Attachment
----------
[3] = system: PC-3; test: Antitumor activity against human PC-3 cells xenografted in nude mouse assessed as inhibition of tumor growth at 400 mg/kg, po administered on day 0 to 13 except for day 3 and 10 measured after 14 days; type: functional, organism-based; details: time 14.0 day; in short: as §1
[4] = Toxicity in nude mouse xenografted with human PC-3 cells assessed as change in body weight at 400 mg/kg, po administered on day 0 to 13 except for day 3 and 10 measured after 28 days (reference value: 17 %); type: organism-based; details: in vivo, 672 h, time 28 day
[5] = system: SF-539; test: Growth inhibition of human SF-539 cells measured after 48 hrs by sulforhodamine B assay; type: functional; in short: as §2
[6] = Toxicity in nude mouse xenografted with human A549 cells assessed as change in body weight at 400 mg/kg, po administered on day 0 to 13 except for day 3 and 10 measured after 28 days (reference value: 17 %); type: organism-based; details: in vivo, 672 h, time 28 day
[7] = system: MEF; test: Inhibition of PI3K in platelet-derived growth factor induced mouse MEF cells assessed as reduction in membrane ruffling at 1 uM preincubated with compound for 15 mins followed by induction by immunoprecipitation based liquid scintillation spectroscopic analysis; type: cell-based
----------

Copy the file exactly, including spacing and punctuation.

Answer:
[3] = system: PC-3; test: Antitumor activity against human PC-3 cells xenografted in nude mouse assessed as inhibition of tumor growth at 400 mg/kg, po administered on day 0 to 13 except for day 3 and 10 measured after 14 days; type: functional, organism-based; details: time 14.0 day; in short: as §1
[4] = Toxicity in nude mouse xenografted with human PC-3 cells assessed as change in body weight at 400 mg/kg, po administered on day 0 to 13 except for day 3 and 10 measured after 28 days (reference value: 17 %); type: organism-based; details: in vivo, 672 h, time 28 day
[5] = system: SF-539; test: Growth inhibition of human SF-539 cells measured after 48 hrs by sulforhodamine B assay; type: functional; in short: as §2
[6] = Toxicity in nude mouse xenografted with human A549 cells assessed as change in body weight at 400 mg/kg, po administered on day 0 to 13 except for day 3 and 10 measured after 28 days (reference value: 17 %); type: organism-based; details: in vivo, 672 h, time 28 day
[7] = system: MEF; test: Inhibition of PI3K in platelet-derived growth factor induced mouse MEF cells assessed as reduction in membrane ruffling at 1 uM preincubated with compound for 15 mins followed by induction by immunoprecipitation based liquid scintillation spectroscopic analysis; type: cell-based